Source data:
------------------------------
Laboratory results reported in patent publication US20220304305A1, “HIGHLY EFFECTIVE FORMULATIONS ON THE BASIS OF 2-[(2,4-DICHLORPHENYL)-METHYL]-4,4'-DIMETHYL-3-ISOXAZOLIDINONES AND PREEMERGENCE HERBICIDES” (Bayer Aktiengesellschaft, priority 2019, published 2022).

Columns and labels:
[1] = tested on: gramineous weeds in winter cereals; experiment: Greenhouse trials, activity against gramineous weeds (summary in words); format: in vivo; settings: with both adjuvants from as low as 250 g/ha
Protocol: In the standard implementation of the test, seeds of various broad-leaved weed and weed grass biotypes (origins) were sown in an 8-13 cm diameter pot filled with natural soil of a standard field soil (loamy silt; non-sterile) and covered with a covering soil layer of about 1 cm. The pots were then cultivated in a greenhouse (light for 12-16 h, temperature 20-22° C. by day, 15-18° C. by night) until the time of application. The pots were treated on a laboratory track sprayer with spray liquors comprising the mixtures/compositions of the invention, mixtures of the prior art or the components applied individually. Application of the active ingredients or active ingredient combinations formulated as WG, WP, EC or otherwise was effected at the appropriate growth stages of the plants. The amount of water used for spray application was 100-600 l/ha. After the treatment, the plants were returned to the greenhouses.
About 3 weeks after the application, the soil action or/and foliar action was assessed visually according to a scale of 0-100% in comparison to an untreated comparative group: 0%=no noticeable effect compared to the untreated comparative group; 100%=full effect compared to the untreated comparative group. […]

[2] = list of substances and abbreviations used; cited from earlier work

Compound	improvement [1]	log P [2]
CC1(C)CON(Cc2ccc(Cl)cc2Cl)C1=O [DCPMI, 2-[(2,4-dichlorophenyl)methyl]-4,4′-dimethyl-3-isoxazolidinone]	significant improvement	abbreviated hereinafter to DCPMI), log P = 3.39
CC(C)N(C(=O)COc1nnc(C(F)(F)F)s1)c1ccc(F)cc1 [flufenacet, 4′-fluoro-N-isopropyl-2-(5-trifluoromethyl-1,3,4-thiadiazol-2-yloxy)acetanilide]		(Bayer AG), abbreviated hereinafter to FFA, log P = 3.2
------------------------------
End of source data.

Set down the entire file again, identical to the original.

Laboratory results reported in patent publication US20220304305A1, “HIGHLY EFFECTIVE FORMULATIONS ON THE BASIS OF 2-[(2,4-DICHLORPHENYL)-METHYL]-4,4'-DIMETHYL-3-ISOXAZOLIDINONES AND PREEMERGENCE HERBICIDES” (Bayer Aktiengesellschaft, priority 2019, published 2022).

Columns and labels:
[1] = tested on: gramineous weeds in winter cereals; experiment: Greenhouse trials, activity against gramineous weeds (summary in words); format: in vivo; settings: with both adjuvants from as low as 250 g/ha
Protocol: In the standard implementation of the test, seeds of various broad-leaved weed and weed grass biotypes (origins) were sown in an 8-13 cm diameter pot filled with natural soil of a standard field soil (loamy silt; non-sterile) and covered with a covering soil layer of about 1 cm. The pots were then cultivated in a greenhouse (light for 12-16 h, temperature 20-22° C. by day, 15-18° C. by night) until the time of application. The pots were treated on a laboratory track sprayer with spray liquors comprising the mixtures/compositions of the invention, mixtures of the prior art or the components applied individually. Application of the active ingredients or active ingredient combinations formulated as WG, WP, EC or otherwise was effected at the appropriate growth stages of the plants. The amount of water used for spray application was 100-600 l/ha. After the treatment, the plants were returned to the greenhouses.
About 3 weeks after the application, the soil action or/and foliar action was assessed visually according to a scale of 0-100% in comparison to an untreated comparative group: 0%=no noticeable effect compared to the untreated comparative group; 100%=full effect compared to the untreated comparative group. […]

[2] = list of substances and abbreviations used; cited from earlier work

Compound	improvement [1]	log P [2]
CC1(C)CON(Cc2ccc(Cl)cc2Cl)C1=O [DCPMI, 2-[(2,4-dichlorophenyl)methyl]-4,4′-dimethyl-3-isoxazolidinone]	significant improvement	abbreviated hereinafter to DCPMI), log P = 3.39
CC(C)N(C(=O)COc1nnc(C(F)(F)F)s1)c1ccc(F)cc1 [flufenacet, 4′-fluoro-N-isopropyl-2-(5-trifluoromethyl-1,3,4-thiadiazol-2-yloxy)acetanilide]		(Bayer AG), abbreviated hereinafter to FFA, log P = 3.2